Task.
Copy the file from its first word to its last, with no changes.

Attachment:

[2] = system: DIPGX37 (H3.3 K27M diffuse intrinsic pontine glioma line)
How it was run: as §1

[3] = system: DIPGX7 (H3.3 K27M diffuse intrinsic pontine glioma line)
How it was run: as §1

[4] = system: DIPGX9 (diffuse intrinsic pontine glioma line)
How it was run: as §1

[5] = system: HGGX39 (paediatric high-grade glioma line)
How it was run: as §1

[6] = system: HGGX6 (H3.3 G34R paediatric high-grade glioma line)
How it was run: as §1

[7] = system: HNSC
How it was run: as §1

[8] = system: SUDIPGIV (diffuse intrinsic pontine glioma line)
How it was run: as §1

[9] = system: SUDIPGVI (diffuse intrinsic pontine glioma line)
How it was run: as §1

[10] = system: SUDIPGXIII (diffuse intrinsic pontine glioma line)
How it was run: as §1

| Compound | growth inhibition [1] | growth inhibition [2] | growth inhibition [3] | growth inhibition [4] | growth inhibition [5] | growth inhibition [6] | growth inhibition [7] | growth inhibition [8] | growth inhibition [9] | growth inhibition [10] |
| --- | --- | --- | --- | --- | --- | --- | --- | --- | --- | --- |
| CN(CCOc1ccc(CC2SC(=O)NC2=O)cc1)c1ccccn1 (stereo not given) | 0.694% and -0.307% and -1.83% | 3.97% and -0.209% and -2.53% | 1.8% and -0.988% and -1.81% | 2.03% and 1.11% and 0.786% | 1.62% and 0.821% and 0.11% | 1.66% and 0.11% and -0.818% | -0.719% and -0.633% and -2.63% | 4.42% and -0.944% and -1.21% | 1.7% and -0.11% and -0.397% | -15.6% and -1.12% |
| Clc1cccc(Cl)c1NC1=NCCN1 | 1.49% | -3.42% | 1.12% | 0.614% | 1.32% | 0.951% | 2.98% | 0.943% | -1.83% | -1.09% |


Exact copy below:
[2] = system: DIPGX37 (H3.3 K27M diffuse intrinsic pontine glioma line)
How it was run: as §1

[3] = system: DIPGX7 (H3.3 K27M diffuse intrinsic pontine glioma line)
How it was run: as §1

[4] = system: DIPGX9 (diffuse intrinsic pontine glioma line)
How it was run: as §1

[5] = system: HGGX39 (paediatric high-grade glioma line)
How it was run: as §1

[6] = system: HGGX6 (H3.3 G34R paediatric high-grade glioma line)
How it was run: as §1

[7] = system: HNSC
How it was run: as §1

[8] = system: SUDIPGIV (diffuse intrinsic pontine glioma line)
How it was run: as §1

[9] = system: SUDIPGVI (diffuse intrinsic pontine glioma line)
How it was run: as §1

[10] = system: SUDIPGXIII (diffuse intrinsic pontine glioma line)
How it was run: as §1

| Compound | growth inhibition [1] | growth inhibition [2] | growth inhibition [3] | growth inhibition [4] | growth inhibition [5] | growth inhibition [6] | growth inhibition [7] | growth inhibition [8] | growth inhibition [9] | growth inhibition [10] |
| --- | --- | --- | --- | --- | --- | --- | --- | --- | --- | --- |
| CN(CCOc1ccc(CC2SC(=O)NC2=O)cc1)c1ccccn1 (stereo not given) | 0.694% and -0.307% and -1.83% | 3.97% and -0.209% and -2.53% | 1.8% and -0.988% and -1.81% | 2.03% and 1.11% and 0.786% | 1.62% and 0.821% and 0.11% | 1.66% and 0.11% and -0.818% | -0.719% and -0.633% and -2.63% | 4.42% and -0.944% and -1.21% | 1.7% and -0.11% and -0.397% | -15.6% and -1.12% |
| Clc1cccc(Cl)c1NC1=NCCN1 | 1.49% | -3.42% | 1.12% | 0.614% | 1.32% | 0.951% | 2.98% | 0.943% | -1.83% | -1.09% |